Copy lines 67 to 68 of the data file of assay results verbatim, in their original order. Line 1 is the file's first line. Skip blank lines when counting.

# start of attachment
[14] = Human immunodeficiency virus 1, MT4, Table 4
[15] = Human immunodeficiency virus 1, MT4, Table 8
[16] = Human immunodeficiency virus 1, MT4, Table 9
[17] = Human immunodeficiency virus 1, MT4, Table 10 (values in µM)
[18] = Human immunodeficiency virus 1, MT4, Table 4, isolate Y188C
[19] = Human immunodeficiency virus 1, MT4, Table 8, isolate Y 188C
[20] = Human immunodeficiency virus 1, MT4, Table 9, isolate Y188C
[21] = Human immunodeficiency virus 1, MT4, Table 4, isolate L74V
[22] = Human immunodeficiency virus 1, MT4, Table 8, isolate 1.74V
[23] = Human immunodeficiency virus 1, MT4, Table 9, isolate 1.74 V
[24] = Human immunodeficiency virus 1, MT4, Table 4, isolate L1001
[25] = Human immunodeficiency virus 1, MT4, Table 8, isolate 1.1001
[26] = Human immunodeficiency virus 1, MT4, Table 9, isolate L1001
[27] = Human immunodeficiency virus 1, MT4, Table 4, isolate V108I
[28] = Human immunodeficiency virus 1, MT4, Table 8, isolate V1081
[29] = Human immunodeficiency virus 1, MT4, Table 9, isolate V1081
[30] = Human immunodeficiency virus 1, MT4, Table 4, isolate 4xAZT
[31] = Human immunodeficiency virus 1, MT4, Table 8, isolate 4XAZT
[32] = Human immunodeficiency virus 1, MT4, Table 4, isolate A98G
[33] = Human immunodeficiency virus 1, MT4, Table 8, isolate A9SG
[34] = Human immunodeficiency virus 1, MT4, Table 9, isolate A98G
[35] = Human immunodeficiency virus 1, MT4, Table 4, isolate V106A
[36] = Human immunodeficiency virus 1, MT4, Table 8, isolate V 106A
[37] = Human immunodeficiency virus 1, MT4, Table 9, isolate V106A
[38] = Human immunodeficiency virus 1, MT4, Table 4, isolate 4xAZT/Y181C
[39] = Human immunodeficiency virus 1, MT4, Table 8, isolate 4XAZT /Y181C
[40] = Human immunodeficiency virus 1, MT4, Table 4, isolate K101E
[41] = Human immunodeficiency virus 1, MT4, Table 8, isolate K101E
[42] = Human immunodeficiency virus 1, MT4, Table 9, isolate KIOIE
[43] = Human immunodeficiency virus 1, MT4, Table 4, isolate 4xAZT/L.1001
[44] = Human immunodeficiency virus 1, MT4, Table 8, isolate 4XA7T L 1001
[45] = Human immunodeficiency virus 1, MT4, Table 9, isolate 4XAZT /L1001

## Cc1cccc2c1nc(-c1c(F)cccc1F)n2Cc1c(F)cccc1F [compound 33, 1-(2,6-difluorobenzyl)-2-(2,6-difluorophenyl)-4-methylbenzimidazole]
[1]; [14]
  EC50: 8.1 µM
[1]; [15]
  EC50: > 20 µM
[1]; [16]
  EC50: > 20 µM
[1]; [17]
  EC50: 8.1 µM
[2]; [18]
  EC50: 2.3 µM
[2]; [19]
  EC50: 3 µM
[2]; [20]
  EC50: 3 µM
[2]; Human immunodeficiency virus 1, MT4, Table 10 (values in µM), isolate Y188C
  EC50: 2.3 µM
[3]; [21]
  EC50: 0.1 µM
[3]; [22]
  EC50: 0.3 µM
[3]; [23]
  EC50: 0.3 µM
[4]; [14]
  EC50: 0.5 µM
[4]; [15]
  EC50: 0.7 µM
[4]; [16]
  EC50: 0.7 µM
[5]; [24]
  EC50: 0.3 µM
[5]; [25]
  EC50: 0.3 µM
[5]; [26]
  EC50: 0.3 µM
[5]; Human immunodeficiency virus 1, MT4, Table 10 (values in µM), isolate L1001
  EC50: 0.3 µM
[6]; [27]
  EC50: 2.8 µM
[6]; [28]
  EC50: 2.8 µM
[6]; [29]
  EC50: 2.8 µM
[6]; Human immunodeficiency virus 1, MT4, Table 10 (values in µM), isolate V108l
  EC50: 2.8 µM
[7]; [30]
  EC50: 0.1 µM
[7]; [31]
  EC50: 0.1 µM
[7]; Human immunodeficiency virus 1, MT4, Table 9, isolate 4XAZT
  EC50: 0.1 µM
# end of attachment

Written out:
  EC50: 0.3 µM
[5]; Human immunodeficiency virus 1, MT4, Table 10 (values in µM), isolate L1001